Nelly Bryce ∙ 21 LIKES
S 🗨️ Writes 💭 Substack 💬 Here
because without them
I could not fully express
darkness in my heart
Tara Connor
The push for precision. The need to say it better, with fewer words. The chiseling away at excess to reach the essence. And the challenge to convey sentiment without sentimentality.

The Body is an Ecotone

Outtake from my upcoming book The Body is a Doorway: A Journey Beyond Healing, Hope, and the Human
(Illustration by George Underwood for Dawn by Octavia Butler) As the The Body is a Doorway nears its final line edits, I’m looking through all the essays and pieces I didn’t end up including in the narrative. I originally only shared this piece with my paid subscribers but wanted to share it with everyone who supports my work on Subs…
Sophie Strand ∙ 83 LIKES
Leanne Hunt
Beautiful, Sophie. You conceive of things in ways that are beyond most peoples' imagination, and your words open windows of perception into other times and spaces. Wishing you all the best with your edits.
Absolutely incredible. Once again you've voiced a deep intuition far better than I ever could... Thank you! I kinda wish I could get this as like a small booklet or something, I want to reread it and really savor it.

The Dig List: April 2024

My brain has been broken, but I still have some gold for you. Ft. Catherine Newman, Tana French, Andrew Huberman, Love Addiction resources, and a podcast segment that saved me.
Hey hi, happy April!? I didn’t publish a Dig List last month because my brain has been pretty broken for a while and I haven’t been reading or really absorbing much of anything? I’ve spent most of the last six weeks in the shower, eating takeout, relistening to my treasured Pema Chödrön recordings (shared below), working, and napping. Also: moving and se…
Laura McKowen ∙ 95 LIKES
emily nunn
I like to think of my petty unfollows in the ether and in real life as "gut instincts."
Megan Schmider
I gobble up your dig list, and book recommendations. thank you so much.

Pep Talk

What if it all works out?
Hi, Friend. Today I’m here with a celebration and a little pep talk, in case you need them. I do. Life’s been a slog since January, if I’m honest—and I try to be!—but there are so many things to be thankful for, and I look for them every day. I keep my antenna raised.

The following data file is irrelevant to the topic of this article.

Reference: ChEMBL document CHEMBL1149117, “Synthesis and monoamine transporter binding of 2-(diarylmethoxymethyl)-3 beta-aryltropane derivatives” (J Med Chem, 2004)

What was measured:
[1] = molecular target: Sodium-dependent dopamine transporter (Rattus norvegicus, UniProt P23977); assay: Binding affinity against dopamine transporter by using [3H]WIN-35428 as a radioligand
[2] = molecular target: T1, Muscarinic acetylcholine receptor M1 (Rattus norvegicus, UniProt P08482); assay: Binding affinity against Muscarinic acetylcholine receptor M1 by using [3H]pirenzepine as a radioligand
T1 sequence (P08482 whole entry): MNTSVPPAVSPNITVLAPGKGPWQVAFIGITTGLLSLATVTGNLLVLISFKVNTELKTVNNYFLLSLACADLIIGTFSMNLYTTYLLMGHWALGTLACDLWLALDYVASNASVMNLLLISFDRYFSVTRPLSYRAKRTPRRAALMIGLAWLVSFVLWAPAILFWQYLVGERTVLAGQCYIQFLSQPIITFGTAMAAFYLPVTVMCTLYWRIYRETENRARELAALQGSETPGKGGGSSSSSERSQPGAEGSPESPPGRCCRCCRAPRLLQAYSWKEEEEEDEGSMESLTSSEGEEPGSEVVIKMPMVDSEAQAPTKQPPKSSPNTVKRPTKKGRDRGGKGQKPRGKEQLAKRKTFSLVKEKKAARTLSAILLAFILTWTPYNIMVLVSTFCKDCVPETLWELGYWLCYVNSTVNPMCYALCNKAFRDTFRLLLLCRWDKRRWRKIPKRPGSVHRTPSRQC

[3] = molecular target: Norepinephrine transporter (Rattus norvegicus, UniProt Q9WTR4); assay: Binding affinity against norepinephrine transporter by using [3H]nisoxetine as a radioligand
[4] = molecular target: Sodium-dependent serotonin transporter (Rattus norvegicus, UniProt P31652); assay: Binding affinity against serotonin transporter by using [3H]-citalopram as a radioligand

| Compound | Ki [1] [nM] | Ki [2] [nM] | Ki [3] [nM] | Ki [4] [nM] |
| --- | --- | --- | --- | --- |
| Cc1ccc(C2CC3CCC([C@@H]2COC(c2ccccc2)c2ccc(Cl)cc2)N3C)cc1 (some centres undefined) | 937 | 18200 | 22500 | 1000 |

Maggie Smith ∙ 164 LIKES
Karen Brooks
Thanks Maggie. I loved your memoir and thoughts from it have become part of my psyche (nesting dolls!) I find myself tending to think of the worst in about every situation, but al-anon has taught me to take control of my thoughts. Not that I don't wallow at first! But I come around. Thanks for the reminder to hope for the best.
Kate Mapother
Your pep talks are the best, Maggie. And I’ve said it before, I’ll say it again: Keep Moving is one of 2 personal bibles- right alongside Pema’s When Things Fall Apart. Both books- chock full of wisdom and the kind of hope that comes no matter what happens.
Thank you, my friend ❤️

Public Art for an Historic Bronx Subway Station ...

... and even more creativity Inside and outside, including the nature all around us ...
This photo is from last summer at the stunning, rehabbed Starlight Park (it has a century-plus history) which surrounds the Bronx River. But it’s a decent view of what we can look forward to for this spring and summer. It also highlights what Bronx River Alliance
Jordan Moss ∙ 1 LIKES
Wow, amazing round-up of things to do and see and appreciate. Great newsletter.

I Went to Paris

and here are some places I think you'll like
Hello and welcome to A Newsletter! One day I might get a new name for this thing, but for now, consider it hilarious that this is what I named this newsletter in 2020. If you’ve found your way over by some miracle but are not yet subscribed, here, let me help you with that:
Alison Roman ∙ 660 LIKES
Hyland Murphy
Tbh the perfect shade of neutral but not boring cream is Dimity by Farrow & Ball. -Hyland (We did mushrooms together and played pool after a sky ting party) Hope you are doing well lol!
Lonée Lona
Co-sign all sentiments re: recs, “gatekeeping,” entitlement, NEEDING to know/share, keeping our individuality.

21 Recently Opened Submission Calls

18 Fee-free! - 6 paid! Spreadsheet download inside
Benjamin Davis ∙ 36 LIKES
Eric Falden
If you want to REALLY take your typing to the next level—I’m serious here—learn how to use the Home and End keys in conjunction with Control and Shift and all four arrow keys. You can literally STOP USING YOUR MOUSE and you’ll be faster for it!!
Want to highlight a whole row of text? Shift+Home. Want to skip to the beginning of a word? Control+Arrow. Highlight one word? Same thing with shift. Play around with it. It’ll change your (writing) life.
Kim H.
Here's where I date myself - typing was a required class when I was in high school back in the Dark Stone Ages of the 1980s.
Great list and it looks like I've found a couple of new places to submit to.